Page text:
Phebe O. is currently a senior at SYA Italy and a blogger for the Campus Reporter program. She comes to SYA from John Bapst Memorial High School in Maine.
We’ve reached the last month, the last blog submission, the last trip to Rome, the last class, the last bus ticket, the last school dinner party… the final countdown before we all board planes back to the U.S. For the seniors here, not only our time abroad but also our last weeks of high school are quickly fading. A few weeks from now I will be back at home in America having graduated high school after spending nine months abroad. Once before, I could never have imagined this would be my high school reality.
I remember when I first started researching studying abroad and found the SYA website. I spent hours scrolling through videos and blogs and schedules and descriptions of life abroad. I will be honest, I didn’t believe some of it. I remember videos of students hugging their host families, talking about the love and comfort of a second family. I remember school schedules, half of which seemed to be coffee breaks and trips to wander around Rome. I remember a lot of the phrase “comfortable being uncomfortable.” I have been incredibly shy for as long as I can remember. I could not imagine a bunch of strangers becoming a family to me in only nine months. I couldn’t imagine the concept of being comfortable in any uncomfortable social environment. And yet something was credible enough or exciting enough to make me want to try studying abroad anyway.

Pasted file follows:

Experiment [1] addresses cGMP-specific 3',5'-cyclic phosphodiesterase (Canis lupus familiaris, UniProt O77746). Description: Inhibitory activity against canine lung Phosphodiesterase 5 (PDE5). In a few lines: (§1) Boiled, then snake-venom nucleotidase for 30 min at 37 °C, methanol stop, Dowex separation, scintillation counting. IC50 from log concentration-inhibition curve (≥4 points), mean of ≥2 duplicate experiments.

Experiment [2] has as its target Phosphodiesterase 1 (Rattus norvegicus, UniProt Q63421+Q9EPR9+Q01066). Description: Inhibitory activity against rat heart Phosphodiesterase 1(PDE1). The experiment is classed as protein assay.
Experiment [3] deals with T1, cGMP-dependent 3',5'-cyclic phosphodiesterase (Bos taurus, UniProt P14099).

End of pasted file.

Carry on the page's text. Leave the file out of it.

Coming out on the other side of the SYA experience I want to say that, for the record, all of the claims above held true.
Our schedule truly includes a daily coffee break followed by an hour long lunch period. And every single Wednesday is dedicated to some Italian adventure, usually involving ridiculous transportation mishaps. I can no longer count the amount of days I have spent wandering around Rome.
I have also truly become accustomed to the concept of being comfortable in uncomfortable situations. Just the other day a friend and I accidentally got on the wrong bus trying to make it back home from a hiking trip we took, and ended up headed all the way to Rome. We simply looked at each other, started laughing, waited until the bus stopped, and then bought tickets and found a bus home. Once, I probably would have broken into tears if I found myself on a bus headed to Rome with no idea how to get home.
Another example. In a matter of days, every student will be presenting our final “capstone project,” complete with a ten minute presentation in Italian. I have always feared and hated presentations with a passion. And yet, I might be the least worried about this 10 minute no-note presentation in a foreign language than I have been for any I’ve given previously in my life. It has truly become an interesting challenge in my mind, rather than a daunting nightmare to overcome.
And finally, yes, my host family truly became a second family, my Italian family. I have typed a dozen sentences into this space, wondering how I can expect myself to express in so few words what my host family has come to mean to me, and ultimately decided I cannot express it better than simply, ‘family.’ We bicker and laugh and cry and love like a family. An Italian family. My Italian family. I don’t know how I will face leaving them to get on a plane home to America.
This year has had its ups and downs, as any does. But I have truly learned from the many thrilling, wonderful, and difficult parts of my time in Italy, and I wouldn’t take a moment of it back.
- Campus Reporters
- SYA Italy